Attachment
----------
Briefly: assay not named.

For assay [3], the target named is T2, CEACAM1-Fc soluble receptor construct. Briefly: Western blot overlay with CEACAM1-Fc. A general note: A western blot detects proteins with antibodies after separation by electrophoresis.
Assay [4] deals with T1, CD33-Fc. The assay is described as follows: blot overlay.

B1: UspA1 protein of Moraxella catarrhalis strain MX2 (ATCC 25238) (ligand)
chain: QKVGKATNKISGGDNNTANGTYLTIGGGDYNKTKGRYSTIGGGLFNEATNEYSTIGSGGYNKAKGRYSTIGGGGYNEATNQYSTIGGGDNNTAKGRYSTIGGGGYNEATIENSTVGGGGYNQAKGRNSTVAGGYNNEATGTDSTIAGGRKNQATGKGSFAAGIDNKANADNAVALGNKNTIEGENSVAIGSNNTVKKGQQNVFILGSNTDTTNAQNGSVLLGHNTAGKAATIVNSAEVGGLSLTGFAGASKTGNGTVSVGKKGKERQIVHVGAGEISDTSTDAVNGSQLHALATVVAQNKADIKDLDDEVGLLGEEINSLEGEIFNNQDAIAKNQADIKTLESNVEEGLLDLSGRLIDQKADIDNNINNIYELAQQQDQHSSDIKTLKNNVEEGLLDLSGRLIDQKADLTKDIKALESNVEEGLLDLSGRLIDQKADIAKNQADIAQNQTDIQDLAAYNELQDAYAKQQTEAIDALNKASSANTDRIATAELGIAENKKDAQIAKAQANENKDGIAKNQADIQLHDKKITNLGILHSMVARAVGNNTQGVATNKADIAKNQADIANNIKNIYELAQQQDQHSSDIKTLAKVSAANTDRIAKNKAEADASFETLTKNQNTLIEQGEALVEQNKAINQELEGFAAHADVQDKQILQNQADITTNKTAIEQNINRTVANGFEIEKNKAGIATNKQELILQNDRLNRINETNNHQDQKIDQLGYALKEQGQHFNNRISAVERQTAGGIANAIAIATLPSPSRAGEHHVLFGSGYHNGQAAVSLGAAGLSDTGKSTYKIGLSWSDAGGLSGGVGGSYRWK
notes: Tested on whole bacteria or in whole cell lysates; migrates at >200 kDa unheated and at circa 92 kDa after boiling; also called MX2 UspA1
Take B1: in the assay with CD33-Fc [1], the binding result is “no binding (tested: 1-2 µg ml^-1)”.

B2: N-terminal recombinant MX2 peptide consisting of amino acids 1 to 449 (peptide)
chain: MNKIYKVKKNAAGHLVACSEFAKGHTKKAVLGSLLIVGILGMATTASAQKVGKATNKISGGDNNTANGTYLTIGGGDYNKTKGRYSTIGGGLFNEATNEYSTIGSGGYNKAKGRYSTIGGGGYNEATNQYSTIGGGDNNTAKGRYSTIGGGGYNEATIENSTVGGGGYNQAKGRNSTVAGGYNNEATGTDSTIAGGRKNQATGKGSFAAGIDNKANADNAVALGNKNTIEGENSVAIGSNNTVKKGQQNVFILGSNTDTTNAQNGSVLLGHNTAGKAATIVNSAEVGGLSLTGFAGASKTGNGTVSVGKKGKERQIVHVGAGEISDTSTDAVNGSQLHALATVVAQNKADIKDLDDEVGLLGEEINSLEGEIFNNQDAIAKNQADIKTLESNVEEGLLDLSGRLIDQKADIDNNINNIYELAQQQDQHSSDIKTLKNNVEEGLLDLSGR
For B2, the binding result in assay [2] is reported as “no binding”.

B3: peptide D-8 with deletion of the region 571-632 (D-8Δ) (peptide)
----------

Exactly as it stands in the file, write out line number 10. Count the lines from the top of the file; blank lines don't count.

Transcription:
For B2, the binding result in assay [2] is reported as “no binding”.